18. Restitution, Waiver, Fraud

DLEG Unemployment Insurance Agency v Darden – 18.15

DLEG Unemployment Insurance Agency v Darden
Digest no. 18.15

Section 62(a)

Cite as: DLEG Unemployment Ins Agency v Darden, unpublished opinion of the Oakland County Court, issued October 22, 2004 (Docket No. 04-059568-AE).

Appeal pending: No
Claimant: Yvonne Darden
Employer: Mastanuono & Assoc., Inc.
Docket no.: FSC2004-00036-173164W
Date of decision: October 22, 2004

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CIRCUIT COURT HOLDING: When adjudicating whether the Agency has jurisdiction to issue a determination or redetermination requiring restitution, the 3-year limitation provision of Section 62(a) is applicable, not the 1-year period contained in Section 32a(2).

FACTS: The Agency issued a redetermination November 25, 2003 requiring restitution for benefits improperly paid for 5 weeks ending in November 2002. The Board of Review held that under Section 32a(2) the Agency did not have jurisdiction to issue the redetermination on November 25, 2003 because more than one year had passed since the unemployment checks had been issued and there was no finding of fraud on claimant’s part.

DECISION: The Agency may pursue the recovery of restitution.

RATIONALE: When two statutes cover the same general subject matter, the more specific statute must prevail over the more general statute. MESC v Westphal, 214 Mich App 261 (1995). The 3-year provision of Section 62(a) takes precedence over the 1-year provision of Section 32a(2) because Section 62(a) is more specific.

Digest Author: Board of Review (original digest here)
Digest Updated: 11/04

18. Restitution, Waiver, Fraud

MESC v Westphal – 18.13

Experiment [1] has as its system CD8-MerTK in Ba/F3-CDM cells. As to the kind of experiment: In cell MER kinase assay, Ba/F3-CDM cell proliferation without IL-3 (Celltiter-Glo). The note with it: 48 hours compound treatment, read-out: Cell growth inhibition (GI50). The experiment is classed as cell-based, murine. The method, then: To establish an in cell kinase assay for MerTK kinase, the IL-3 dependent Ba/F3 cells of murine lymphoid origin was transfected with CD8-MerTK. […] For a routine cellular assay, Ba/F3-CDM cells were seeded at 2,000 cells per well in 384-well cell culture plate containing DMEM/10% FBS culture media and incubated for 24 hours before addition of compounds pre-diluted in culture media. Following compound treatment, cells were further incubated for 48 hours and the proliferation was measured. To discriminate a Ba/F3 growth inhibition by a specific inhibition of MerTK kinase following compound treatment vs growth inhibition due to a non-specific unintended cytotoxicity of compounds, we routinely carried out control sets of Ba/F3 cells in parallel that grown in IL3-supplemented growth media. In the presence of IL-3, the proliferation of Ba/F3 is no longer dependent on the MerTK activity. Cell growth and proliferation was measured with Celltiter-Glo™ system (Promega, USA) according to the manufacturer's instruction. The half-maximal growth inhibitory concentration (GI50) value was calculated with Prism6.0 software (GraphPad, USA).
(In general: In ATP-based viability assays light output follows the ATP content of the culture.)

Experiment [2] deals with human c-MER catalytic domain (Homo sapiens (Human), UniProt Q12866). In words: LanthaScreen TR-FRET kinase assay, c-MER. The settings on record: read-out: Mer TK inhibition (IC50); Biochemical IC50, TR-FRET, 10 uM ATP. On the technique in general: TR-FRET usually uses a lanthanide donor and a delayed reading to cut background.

MESC v Westphal
Digest no. 18.13

Section 62(a)

Cite as: MESC v Westphal, 214 Mich App 261 (1995).

Appeal pending: No
Claimants: Larry A. Westphal & Steve G. Bussell
Employer: Mueller Brass Co.
Docket no.: B92-21862-122898W
Date of decision: November 14, 1995

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HOLDING: Where the Agency has issued a determination requiring restitution within three years of the date of a claimant’s receipt of improperly paid benefits, the Agency must file a civil suit to recover those benefits within three years of the date of the determination requiring restitution.

FACTS: Claimant Westphal received benefits through April 27, 1985. On January 29, 1986, the Agency determined those benefits were improperly paid. The claimant did not protest. The Agency filed its civil action for restitution on May 9, 1991. Because the Agency filed its claim more than three years after the date of the determination requiring restitution, the circuit court granted Westphal’s motion for summary disposition. Claimant Bussell’s experience was similar.

DECISION: The Agency could not recover restitution.

RATIONALE: The statute unambiguously states that the limitation period for the recovery of improperly paid unemployment benefits is three years from the date of receipt of benefits unless one of three exceptions exists. See Section 62(a). The third enumerated exception applied here since in each instance the MESC made formal determinations requiring restitution within three years of the claimant’s receipt of benefits. In Section 62(a), the “last antecedent” before the three qualifying exceptions is the date of accrual of the cause of action. Accordingly, the qualifying exceptions refer solely to the date of accrual and leave the three year limitations period intact.

Digest Author: Board of Review (original digest here)
Digest Updated: